2. Generic movie, completely forgettable. May as well have been made for the SciFi channel in the early 2000s.

    GREAT BOOK though. Preston and Child have written a great series of books, all which read like movies, but would be very expensive to adapt properly, and they'd probably all turn out like Relic anyway. Can't recommend the books enough!

  3. I think I have the first book somewhere... now that i've seen the movie maybe I'll finally get around to reading it (I like to watch the movie first since I know that even if i like the movie a lot, the book will improve on it, that way i get enjoyment twice!)

  4. Tom Sizemore likes to punch the hookers. That's his bag. Other than that, his acting is kinda overrated. When I rented this movie on VHS soon after it was available. Then I forgot that it even existed until today, when I read your post.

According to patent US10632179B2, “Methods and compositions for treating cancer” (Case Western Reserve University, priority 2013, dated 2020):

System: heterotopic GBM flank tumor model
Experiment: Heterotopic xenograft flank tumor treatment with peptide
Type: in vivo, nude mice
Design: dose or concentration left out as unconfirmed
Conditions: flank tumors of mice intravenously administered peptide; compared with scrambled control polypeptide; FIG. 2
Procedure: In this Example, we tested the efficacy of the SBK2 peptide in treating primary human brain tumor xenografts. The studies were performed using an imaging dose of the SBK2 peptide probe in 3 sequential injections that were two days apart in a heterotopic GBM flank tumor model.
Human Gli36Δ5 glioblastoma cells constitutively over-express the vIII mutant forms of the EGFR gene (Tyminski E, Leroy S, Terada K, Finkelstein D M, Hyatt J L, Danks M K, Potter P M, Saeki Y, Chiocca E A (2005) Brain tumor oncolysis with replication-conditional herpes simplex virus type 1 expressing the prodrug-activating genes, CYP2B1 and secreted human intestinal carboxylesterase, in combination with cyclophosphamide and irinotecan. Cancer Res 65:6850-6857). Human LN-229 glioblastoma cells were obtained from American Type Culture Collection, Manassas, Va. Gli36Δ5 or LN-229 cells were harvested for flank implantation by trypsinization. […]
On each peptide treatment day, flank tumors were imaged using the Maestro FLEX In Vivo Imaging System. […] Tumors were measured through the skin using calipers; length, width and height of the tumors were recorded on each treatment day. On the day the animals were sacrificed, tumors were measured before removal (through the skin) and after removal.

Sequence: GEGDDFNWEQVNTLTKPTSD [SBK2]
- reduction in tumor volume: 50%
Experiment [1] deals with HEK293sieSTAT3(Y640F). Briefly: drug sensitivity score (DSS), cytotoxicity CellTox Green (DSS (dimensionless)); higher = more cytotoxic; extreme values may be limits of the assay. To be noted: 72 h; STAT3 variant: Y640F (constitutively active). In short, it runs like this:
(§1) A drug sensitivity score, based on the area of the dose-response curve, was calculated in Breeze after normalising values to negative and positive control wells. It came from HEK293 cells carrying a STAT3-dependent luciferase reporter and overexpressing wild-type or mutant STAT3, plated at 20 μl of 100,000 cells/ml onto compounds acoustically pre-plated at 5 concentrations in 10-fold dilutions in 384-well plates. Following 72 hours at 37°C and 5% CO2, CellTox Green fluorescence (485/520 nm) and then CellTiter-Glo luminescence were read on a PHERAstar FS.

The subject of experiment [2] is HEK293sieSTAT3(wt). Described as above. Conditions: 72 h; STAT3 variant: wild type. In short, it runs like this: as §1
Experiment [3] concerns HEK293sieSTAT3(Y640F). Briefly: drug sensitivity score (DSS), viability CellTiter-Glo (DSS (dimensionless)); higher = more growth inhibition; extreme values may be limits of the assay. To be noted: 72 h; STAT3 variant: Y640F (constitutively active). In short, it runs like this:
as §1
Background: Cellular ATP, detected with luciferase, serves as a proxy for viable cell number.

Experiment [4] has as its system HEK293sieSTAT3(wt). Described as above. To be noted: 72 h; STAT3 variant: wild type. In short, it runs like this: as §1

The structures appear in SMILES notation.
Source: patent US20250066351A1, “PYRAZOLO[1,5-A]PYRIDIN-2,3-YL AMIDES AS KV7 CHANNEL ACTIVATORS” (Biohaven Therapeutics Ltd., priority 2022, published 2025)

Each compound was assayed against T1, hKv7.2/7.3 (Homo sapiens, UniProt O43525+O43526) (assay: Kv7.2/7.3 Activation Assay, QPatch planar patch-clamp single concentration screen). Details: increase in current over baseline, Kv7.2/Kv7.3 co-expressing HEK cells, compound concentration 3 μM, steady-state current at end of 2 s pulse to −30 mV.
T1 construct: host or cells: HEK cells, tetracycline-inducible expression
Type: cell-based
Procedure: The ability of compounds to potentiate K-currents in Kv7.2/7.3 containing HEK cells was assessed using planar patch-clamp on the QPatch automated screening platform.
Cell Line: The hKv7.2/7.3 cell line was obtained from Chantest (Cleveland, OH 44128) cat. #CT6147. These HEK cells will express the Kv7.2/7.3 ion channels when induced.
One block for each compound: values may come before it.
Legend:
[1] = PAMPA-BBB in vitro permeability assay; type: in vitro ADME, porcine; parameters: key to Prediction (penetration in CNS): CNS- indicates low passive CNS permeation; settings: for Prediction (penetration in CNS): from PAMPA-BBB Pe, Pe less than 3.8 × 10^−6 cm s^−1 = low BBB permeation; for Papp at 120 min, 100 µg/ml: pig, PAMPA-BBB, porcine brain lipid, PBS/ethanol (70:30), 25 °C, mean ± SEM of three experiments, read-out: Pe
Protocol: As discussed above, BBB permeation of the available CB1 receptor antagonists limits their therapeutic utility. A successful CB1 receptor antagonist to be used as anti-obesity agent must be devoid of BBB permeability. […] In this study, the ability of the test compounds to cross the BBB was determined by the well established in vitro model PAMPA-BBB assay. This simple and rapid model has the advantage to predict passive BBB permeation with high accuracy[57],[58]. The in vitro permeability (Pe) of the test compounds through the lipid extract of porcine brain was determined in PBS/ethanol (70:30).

5. While I won't try to defend this film as great or anything, I always had a soft spot in my heart for it, and I would argue that it belongs in the upper half of the big monster movies.

  6. i read the book about ten years ago and loved it so much...but the movie? ack! hated it...they mixed two characters into one...changed the japanese character into a chinese... changed a male character into a female...and changed how the monster got killed...geez...

  7. Hi BC,

    Yeah, I didn't like this one either. Ech. Speaking of Penelope Ann Miller, I liked her best in Carlito's Way.


  8. I just watched this the other day, and while in a sense I sorta admire Hyams' confidence in his lack of lighting, I'm not convinced that this isn't just incompetence on his part. Anyway, there were assorted sequences where I could see a fucking thing, and it drove me nuts. This is generic fare that hasn't aged well at all. The only scene I liked was the one in the morgue with the acerbic doctor.